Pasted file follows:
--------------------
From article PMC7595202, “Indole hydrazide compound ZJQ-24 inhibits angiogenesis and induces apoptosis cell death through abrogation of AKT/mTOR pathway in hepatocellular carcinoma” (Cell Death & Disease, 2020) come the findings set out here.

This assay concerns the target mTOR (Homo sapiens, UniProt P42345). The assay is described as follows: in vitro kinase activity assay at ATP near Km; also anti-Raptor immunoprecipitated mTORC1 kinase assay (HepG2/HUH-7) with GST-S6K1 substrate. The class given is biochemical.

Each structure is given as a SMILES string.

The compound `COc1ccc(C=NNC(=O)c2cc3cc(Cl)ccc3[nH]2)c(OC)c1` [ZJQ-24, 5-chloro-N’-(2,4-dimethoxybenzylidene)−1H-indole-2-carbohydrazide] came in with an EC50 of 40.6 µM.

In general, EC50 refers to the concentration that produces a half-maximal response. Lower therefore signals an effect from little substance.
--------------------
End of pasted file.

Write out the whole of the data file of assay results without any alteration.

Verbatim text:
From article PMC7595202, “Indole hydrazide compound ZJQ-24 inhibits angiogenesis and induces apoptosis cell death through abrogation of AKT/mTOR pathway in hepatocellular carcinoma” (Cell Death & Disease, 2020) come the findings set out here.

This assay concerns the target mTOR (Homo sapiens, UniProt P42345). The assay is described as follows: in vitro kinase activity assay at ATP near Km; also anti-Raptor immunoprecipitated mTORC1 kinase assay (HepG2/HUH-7) with GST-S6K1 substrate. The class given is biochemical.

Each structure is given as a SMILES string.

The compound `COc1ccc(C=NNC(=O)c2cc3cc(Cl)ccc3[nH]2)c(OC)c1` [ZJQ-24, 5-chloro-N’-(2,4-dimethoxybenzylidene)−1H-indole-2-carbohydrazide] came in with an EC50 of 40.6 µM.

In general, EC50 refers to the concentration that produces a half-maximal response. Lower therefore signals an effect from little substance.